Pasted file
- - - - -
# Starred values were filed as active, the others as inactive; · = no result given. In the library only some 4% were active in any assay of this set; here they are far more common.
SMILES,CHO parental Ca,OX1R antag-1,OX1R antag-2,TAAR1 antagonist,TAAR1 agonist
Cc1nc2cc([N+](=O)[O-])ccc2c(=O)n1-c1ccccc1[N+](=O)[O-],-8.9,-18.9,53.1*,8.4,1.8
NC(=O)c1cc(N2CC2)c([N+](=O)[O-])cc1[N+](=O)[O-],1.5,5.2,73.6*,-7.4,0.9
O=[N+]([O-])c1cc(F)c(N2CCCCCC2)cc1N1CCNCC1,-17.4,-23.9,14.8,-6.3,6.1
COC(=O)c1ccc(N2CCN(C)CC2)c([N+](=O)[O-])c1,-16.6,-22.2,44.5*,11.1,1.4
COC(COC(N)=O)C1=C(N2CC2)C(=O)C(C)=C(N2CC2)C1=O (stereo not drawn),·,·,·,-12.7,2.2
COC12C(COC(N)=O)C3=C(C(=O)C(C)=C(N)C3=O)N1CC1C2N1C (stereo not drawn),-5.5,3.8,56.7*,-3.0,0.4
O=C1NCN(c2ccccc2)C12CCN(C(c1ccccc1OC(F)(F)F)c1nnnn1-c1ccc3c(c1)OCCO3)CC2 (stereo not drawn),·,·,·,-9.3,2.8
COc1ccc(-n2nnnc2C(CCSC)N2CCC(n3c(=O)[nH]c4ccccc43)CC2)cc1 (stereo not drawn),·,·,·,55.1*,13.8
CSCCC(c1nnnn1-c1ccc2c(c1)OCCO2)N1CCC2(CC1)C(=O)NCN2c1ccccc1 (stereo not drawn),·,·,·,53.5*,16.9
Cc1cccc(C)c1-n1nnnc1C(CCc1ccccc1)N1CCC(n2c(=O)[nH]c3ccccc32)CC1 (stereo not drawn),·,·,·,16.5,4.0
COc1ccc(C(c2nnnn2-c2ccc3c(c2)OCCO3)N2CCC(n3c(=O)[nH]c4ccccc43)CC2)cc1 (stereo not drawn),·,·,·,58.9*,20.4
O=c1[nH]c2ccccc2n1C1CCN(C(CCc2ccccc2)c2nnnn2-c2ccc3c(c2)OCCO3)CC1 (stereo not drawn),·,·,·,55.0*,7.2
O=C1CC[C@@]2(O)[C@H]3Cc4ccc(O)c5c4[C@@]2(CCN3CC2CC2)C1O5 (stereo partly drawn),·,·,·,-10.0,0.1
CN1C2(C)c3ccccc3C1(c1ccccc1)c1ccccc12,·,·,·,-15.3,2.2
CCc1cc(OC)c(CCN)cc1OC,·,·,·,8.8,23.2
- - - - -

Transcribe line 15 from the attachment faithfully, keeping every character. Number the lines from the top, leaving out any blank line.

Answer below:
O=C1CC[C@@]2(O)[C@H]3Cc4ccc(O)c5c4[C@@]2(CCN3CC2CC2)C1O5 (stereo partly drawn),·,·,·,-10.0,0.1